College Student Car Insurance

Cheaper Rates Today

Car Insurance for College Students

  • Compare cheap car insurance quotes for college students
  • Get the cheapest car insurance from top companies like Allstate, Progressive, and more!
  • College students save hundreds a year on your car insurance.

College Student Car Insurance

Cheaper Rates Today

Car Insurance for College Students

  • Compare cheap car insurance quotes for college students
  • Get the cheapest car insurance from top companies like Allstate, Progressive, and more!
  • College students save hundreds a year on your car insurance.

Car Insurance for College Students

This page answers 10 must-know FAQs about college student car insurance. You’ll find this information helpful if you or someone in your family is (or will be) a college student driver.

College is an exciting and busy time for many lucky teens. Why should purchasing car insurance be a problem? Not that car insurance for young drivers is cheap, but a little information can go a long way when it comes to saving money on car insurance.

Here are the ten most frequently asked questions regarding car insurance for college students.

What are the best companies for college student car insurance?

Almost all car insurance companies in America are willing to write policies for college student drivers, although many carriers will not insure drivers with no prior insurance. However, some car insurance companies feature special discounts for college students. Overall, most drivers are able to get auto insurance policies. The question is the cost.

When it comes to car insurance for college students, there are some companies that tend to offer better rates and coverage options.

Geico is often recommended for college students due to its good rates and simple online application process. Geico offers good discounts for students, including good student discounts and multi-policy discounts if your parents also have insurance with them. They have a wide range of coverage options to choose from.

Progressive is another good option for college students. They offer a good student discount of up to 25% and have a reputation for being competitive on rates. Their policies are flexible and customizable, so you can choose the right coverage level for your needs and budget. They also have many online tools to manage your policy and pay your bill.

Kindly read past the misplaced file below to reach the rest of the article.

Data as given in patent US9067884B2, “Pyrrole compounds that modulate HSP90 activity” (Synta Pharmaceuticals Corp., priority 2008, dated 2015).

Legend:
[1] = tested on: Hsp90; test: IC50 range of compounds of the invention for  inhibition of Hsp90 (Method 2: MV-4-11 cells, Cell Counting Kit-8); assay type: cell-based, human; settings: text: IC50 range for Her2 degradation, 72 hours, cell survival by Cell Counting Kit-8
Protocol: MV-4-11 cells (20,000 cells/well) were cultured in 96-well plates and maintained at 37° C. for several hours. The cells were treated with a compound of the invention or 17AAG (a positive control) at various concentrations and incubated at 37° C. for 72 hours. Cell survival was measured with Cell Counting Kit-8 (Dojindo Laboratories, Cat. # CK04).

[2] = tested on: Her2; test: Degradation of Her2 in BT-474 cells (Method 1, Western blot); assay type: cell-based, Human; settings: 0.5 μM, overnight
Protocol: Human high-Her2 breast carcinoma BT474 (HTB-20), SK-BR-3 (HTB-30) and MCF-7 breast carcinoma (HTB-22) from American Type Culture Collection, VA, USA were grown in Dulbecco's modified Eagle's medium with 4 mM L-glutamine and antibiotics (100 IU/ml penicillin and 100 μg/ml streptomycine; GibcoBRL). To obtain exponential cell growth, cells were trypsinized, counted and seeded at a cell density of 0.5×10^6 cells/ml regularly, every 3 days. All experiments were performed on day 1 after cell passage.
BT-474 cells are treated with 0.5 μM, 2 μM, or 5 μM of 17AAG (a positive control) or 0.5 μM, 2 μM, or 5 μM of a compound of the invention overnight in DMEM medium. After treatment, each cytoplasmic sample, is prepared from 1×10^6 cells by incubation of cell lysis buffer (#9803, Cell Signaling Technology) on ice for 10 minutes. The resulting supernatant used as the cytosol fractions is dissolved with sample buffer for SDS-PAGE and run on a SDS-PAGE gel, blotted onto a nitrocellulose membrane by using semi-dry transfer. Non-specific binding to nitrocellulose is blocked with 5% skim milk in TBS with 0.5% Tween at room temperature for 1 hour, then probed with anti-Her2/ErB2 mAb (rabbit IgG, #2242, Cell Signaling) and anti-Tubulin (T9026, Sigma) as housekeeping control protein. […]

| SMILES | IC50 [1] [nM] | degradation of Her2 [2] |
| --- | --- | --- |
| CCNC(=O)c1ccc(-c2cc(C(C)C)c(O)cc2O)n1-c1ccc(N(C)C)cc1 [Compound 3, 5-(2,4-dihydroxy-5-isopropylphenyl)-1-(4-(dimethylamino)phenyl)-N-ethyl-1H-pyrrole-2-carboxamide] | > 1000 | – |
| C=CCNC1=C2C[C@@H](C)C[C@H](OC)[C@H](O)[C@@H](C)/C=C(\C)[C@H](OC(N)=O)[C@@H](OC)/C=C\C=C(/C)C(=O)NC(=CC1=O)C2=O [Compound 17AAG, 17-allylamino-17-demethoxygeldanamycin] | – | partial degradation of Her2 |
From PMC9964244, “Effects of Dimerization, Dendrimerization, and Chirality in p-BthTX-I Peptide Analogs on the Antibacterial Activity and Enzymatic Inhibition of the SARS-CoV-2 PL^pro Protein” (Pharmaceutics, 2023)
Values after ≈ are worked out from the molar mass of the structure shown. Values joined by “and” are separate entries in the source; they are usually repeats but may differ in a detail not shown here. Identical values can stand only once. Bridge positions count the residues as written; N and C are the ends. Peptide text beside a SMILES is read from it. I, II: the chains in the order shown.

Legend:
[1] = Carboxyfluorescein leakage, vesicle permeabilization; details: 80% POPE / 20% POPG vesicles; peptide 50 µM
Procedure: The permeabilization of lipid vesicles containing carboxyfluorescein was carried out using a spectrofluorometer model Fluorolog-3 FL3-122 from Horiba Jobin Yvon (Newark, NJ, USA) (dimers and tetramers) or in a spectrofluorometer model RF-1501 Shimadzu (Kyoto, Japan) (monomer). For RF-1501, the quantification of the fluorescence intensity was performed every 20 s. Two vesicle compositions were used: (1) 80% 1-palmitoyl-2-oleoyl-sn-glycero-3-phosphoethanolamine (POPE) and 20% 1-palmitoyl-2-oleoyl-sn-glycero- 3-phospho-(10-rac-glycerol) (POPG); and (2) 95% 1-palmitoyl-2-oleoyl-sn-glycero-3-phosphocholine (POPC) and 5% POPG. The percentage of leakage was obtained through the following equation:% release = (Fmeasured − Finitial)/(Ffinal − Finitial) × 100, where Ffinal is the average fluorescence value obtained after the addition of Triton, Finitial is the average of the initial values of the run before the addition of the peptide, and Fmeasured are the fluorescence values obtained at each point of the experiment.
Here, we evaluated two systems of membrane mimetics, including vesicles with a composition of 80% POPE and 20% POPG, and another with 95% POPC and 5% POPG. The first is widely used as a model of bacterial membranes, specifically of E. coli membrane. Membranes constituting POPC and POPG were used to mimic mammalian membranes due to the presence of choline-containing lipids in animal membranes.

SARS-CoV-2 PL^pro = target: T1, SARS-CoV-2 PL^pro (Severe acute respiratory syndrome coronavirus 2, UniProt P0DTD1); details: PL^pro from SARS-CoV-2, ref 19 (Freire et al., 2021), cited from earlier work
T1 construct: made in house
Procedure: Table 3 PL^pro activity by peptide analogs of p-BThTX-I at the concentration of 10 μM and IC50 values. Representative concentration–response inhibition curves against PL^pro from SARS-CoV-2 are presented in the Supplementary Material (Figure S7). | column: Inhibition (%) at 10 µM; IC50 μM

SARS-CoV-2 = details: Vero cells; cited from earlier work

State Farm also tends to offer affordable rates for college students, especially if your parents already have a policy with them. They offer a good student discount of up to 25% and have many coverage options. State Farm has a large agent network, so you may be able to work with an agent you already know if your parents use them.

Allstate and Farmers are two other major insurance companies that tend to offer competitive rates for college students. They both offer good student discounts and flexible coverage options. Shopping around with multiple insurance providers is always a good idea to find the best rates. Make sure to check what discounts you may qualify for based on your student status and driving record.

Is car insurance pricier for college students than for other drivers?

Car insurance rates for college students tend to be higher compared to other drivers for several reasons.

The main factor is risk. Insurance companies view young drivers, especially college-age individuals, as higher risk. College students tend to be inexperienced, drive high-performance vehicles, and engage in riskier driving behaviors like speeding, distracted driving, and driving under the influence. This leads to more accidents and claims, so insurers charge higher premiums to offset that risk.